Steps to Conserving Water at Home
Saving water is good for your budget…and for the
by Rolf Priesnitz
Most of us take for granted an abundant supply of good, fresh
water. However, we shouldn’t. Although almost 80 percent of the Earth is covered
with water, only three percent of that is fresh water. Less than one percent is
available for human consumption; the rest is bound up in glaciers and polar ice
caps. Unfortunately, our thirst for water – to create electricity, grow crops,
run factories and for household and sanitation needs – is increasing faster than
the population is growing. Global water consumption rose almost tenfold in the
last century and many parts of the world are now reaching the limits of their
supplies. According to the United Nations, if current trends continue, two out
of every three people on earth will suffer moderate to severe water shortages in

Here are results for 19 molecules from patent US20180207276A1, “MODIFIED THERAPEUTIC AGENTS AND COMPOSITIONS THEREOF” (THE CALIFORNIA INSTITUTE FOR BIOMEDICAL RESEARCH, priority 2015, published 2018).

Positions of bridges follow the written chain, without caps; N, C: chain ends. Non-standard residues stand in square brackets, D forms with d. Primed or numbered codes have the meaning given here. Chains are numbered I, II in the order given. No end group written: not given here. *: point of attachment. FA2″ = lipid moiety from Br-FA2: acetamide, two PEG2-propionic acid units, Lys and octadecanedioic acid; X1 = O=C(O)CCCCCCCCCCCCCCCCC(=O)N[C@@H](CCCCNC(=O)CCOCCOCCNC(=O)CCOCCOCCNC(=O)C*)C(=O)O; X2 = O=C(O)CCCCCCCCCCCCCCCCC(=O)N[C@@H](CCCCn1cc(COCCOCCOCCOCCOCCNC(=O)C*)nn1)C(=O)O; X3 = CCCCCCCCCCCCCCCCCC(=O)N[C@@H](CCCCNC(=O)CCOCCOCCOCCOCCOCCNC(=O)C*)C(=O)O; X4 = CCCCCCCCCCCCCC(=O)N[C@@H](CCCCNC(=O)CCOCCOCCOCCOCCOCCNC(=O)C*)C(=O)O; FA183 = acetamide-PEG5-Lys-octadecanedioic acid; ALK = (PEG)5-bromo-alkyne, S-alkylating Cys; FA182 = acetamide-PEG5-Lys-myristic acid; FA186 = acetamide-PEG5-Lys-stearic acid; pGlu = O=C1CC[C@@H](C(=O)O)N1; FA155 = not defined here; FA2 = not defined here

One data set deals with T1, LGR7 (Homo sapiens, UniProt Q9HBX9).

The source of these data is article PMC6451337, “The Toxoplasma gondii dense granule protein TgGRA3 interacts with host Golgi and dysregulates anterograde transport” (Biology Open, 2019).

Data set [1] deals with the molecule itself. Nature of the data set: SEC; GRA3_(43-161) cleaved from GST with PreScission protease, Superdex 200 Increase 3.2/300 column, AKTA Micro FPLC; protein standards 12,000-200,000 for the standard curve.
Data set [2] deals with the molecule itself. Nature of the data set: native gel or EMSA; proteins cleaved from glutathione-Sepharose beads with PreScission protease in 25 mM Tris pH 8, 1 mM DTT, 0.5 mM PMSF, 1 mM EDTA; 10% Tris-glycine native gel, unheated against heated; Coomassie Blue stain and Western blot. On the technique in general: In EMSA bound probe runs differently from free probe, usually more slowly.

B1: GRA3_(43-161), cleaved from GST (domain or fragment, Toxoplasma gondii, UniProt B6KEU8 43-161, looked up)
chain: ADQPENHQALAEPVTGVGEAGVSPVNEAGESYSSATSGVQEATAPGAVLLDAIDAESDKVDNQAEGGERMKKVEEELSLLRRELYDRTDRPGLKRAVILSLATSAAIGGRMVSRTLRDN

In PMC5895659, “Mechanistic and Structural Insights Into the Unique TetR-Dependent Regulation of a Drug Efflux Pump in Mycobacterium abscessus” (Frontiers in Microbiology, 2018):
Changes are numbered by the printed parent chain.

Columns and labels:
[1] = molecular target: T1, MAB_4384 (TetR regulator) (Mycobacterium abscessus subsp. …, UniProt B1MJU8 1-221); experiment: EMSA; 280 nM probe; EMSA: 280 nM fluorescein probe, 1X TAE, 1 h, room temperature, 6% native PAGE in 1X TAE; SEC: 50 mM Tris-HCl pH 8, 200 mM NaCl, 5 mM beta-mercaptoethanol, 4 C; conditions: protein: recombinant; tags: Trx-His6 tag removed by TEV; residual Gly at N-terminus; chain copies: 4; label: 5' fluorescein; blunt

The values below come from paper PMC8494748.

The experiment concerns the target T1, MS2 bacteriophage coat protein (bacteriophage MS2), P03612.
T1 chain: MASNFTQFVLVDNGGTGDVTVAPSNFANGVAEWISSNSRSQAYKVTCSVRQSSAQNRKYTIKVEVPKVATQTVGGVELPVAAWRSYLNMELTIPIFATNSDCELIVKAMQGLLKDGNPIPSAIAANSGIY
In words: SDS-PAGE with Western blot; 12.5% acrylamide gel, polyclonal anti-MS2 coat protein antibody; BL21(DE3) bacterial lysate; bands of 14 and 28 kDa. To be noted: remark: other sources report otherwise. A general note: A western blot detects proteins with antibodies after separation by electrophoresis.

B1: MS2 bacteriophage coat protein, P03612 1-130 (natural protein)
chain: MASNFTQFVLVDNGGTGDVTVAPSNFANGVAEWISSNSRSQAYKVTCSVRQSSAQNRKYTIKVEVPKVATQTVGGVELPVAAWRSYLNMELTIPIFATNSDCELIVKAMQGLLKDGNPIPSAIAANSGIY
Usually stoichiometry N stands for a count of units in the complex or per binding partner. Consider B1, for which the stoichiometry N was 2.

little more than two decades from now. Globally, one in six people still have no
regular access to safe drinking water, and more than twice that number (2.4
billion people) lack access to adequate sanitation facilities.
North America is one of the biggest water wasting areas of
the world. According to the American Water Works Association, the average U. S.
resident uses about 110 gallons (416 liters) a day. Statistics Canada says that
Canadians use 335 liters (89 gallons) per day – 35 percent for bathing, 30
percent for toilet flushing, 25 percent for laundry and cleaning, and 10 percent
for drinking and cooking.
Aside from the issue of declining supplies, water uses a
great deal of energy to pump, move and purify. So if you want to do your part to
tackle this looming water problem, here are some ways to conserve water in your
This article was published in Natural Life Magazine in 2007.
Rolf Priesnitz is the
co-founder and Publisher of Natural Life magazine. He has also been a plumber
for over 40 years and worked in academia.
Read more about him.